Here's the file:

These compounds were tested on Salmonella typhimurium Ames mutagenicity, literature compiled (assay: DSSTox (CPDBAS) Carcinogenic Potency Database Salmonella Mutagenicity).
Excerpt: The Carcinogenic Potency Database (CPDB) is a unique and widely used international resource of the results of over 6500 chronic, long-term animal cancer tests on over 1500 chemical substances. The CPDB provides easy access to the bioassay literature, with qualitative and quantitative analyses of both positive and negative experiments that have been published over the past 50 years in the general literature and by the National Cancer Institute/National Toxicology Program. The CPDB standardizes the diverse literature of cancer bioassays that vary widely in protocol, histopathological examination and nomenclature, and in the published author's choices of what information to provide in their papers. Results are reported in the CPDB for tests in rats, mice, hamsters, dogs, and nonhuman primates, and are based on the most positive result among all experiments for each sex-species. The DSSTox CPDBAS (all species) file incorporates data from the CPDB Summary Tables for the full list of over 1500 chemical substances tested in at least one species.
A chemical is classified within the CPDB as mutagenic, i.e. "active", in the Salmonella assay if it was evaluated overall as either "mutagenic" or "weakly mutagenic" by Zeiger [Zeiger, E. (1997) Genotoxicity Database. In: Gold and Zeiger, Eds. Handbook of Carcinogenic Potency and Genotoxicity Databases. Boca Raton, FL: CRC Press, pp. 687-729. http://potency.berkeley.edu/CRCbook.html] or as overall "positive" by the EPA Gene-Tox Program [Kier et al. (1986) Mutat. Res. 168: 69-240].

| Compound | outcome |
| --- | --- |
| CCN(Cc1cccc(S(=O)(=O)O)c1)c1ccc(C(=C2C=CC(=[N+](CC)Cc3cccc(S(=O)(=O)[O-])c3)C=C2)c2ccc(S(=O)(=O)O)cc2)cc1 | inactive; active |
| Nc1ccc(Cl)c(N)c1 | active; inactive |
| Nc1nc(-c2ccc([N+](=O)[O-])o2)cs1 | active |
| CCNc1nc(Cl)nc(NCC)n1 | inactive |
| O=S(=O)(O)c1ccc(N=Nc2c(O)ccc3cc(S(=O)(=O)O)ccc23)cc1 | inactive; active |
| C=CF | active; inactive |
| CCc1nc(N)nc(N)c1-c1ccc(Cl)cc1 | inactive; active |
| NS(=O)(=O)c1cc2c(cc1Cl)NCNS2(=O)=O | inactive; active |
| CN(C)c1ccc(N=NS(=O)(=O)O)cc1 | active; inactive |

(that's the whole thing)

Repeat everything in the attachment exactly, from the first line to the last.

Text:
These compounds were tested on Salmonella typhimurium Ames mutagenicity, literature compiled (assay: DSSTox (CPDBAS) Carcinogenic Potency Database Salmonella Mutagenicity).
Excerpt: The Carcinogenic Potency Database (CPDB) is a unique and widely used international resource of the results of over 6500 chronic, long-term animal cancer tests on over 1500 chemical substances. The CPDB provides easy access to the bioassay literature, with qualitative and quantitative analyses of both positive and negative experiments that have been published over the past 50 years in the general literature and by the National Cancer Institute/National Toxicology Program. The CPDB standardizes the diverse literature of cancer bioassays that vary widely in protocol, histopathological examination and nomenclature, and in the published author's choices of what information to provide in their papers. Results are reported in the CPDB for tests in rats, mice, hamsters, dogs, and nonhuman primates, and are based on the most positive result among all experiments for each sex-species. The DSSTox CPDBAS (all species) file incorporates data from the CPDB Summary Tables for the full list of over 1500 chemical substances tested in at least one species.
A chemical is classified within the CPDB as mutagenic, i.e. "active", in the Salmonella assay if it was evaluated overall as either "mutagenic" or "weakly mutagenic" by Zeiger [Zeiger, E. (1997) Genotoxicity Database. In: Gold and Zeiger, Eds. Handbook of Carcinogenic Potency and Genotoxicity Databases. Boca Raton, FL: CRC Press, pp. 687-729. http://potency.berkeley.edu/CRCbook.html] or as overall "positive" by the EPA Gene-Tox Program [Kier et al. (1986) Mutat. Res. 168: 69-240].

| Compound | outcome |
| --- | --- |
| CCN(Cc1cccc(S(=O)(=O)O)c1)c1ccc(C(=C2C=CC(=[N+](CC)Cc3cccc(S(=O)(=O)[O-])c3)C=C2)c2ccc(S(=O)(=O)O)cc2)cc1 | inactive; active |
| Nc1ccc(Cl)c(N)c1 | active; inactive |
| Nc1nc(-c2ccc([N+](=O)[O-])o2)cs1 | active |
| CCNc1nc(Cl)nc(NCC)n1 | inactive |
| O=S(=O)(O)c1ccc(N=Nc2c(O)ccc3cc(S(=O)(=O)O)ccc23)cc1 | inactive; active |
| C=CF | active; inactive |
| CCc1nc(N)nc(N)c1-c1ccc(Cl)cc1 | inactive; active |
| NS(=O)(=O)c1cc2c(cc1Cl)NCNS2(=O)=O | inactive; active |
| CN(C)c1ccc(N=NS(=O)(=O)O)cc1 | active; inactive |